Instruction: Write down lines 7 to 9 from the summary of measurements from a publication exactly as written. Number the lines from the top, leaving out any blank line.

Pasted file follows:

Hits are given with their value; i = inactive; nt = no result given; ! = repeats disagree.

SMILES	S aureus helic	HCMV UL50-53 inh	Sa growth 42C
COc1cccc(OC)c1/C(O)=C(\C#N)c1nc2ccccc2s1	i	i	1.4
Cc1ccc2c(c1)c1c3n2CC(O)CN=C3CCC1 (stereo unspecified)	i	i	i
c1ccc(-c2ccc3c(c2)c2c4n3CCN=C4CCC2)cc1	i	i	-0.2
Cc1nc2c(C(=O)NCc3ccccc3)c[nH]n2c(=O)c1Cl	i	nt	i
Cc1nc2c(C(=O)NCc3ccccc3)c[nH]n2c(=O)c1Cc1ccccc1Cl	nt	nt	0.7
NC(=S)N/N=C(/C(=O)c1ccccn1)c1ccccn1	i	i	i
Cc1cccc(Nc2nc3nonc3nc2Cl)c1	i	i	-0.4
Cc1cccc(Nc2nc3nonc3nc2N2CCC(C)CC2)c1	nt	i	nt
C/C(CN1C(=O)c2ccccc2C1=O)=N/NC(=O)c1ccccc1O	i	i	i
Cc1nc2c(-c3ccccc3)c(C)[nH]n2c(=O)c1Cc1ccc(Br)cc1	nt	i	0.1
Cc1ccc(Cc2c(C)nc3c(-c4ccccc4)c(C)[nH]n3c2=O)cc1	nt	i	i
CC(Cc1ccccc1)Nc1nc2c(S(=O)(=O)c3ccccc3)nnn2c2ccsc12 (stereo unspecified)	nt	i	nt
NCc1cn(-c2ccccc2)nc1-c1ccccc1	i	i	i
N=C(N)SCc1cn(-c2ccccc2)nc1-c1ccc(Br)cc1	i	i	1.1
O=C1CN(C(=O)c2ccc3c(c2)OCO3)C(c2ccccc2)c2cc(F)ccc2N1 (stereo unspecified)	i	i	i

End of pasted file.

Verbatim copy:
Cc1nc2c(C(=O)NCc3ccccc3)c[nH]n2c(=O)c1Cc1ccccc1Cl	nt	nt	0.7
NC(=S)N/N=C(/C(=O)c1ccccn1)c1ccccn1	i	i	i
Cc1cccc(Nc2nc3nonc3nc2Cl)c1	i	i	-0.4